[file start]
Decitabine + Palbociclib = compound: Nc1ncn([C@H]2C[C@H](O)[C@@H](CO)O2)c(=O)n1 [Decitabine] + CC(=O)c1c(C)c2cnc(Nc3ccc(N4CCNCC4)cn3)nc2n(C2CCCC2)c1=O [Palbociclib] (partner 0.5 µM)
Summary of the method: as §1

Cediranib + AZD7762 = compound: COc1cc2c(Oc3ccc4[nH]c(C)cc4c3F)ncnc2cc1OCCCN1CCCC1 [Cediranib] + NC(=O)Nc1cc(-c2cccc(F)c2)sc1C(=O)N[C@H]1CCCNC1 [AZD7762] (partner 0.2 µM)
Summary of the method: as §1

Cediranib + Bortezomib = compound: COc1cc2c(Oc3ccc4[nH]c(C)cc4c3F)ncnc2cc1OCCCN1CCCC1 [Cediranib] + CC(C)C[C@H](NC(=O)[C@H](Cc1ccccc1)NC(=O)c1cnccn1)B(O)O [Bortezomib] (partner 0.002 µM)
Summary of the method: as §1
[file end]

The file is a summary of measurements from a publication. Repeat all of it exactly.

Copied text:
Decitabine + Palbociclib = compound: Nc1ncn([C@H]2C[C@H](O)[C@@H](CO)O2)c(=O)n1 [Decitabine] + CC(=O)c1c(C)c2cnc(Nc3ccc(N4CCNCC4)cn3)nc2n(C2CCCC2)c1=O [Palbociclib] (partner 0.5 µM)
Summary of the method: as §1

Cediranib + AZD7762 = compound: COc1cc2c(Oc3ccc4[nH]c(C)cc4c3F)ncnc2cc1OCCCN1CCCC1 [Cediranib] + NC(=O)Nc1cc(-c2cccc(F)c2)sc1C(=O)N[C@H]1CCCNC1 [AZD7762] (partner 0.2 µM)
Summary of the method: as §1

Cediranib + Bortezomib = compound: COc1cc2c(Oc3ccc4[nH]c(C)cc4c3F)ncnc2cc1OCCCN1CCCC1 [Cediranib] + CC(C)C[C@H](NC(=O)[C@H](Cc1ccccc1)NC(=O)c1cnccn1)B(O)O [Bortezomib] (partner 0.002 µM)
Summary of the method: as §1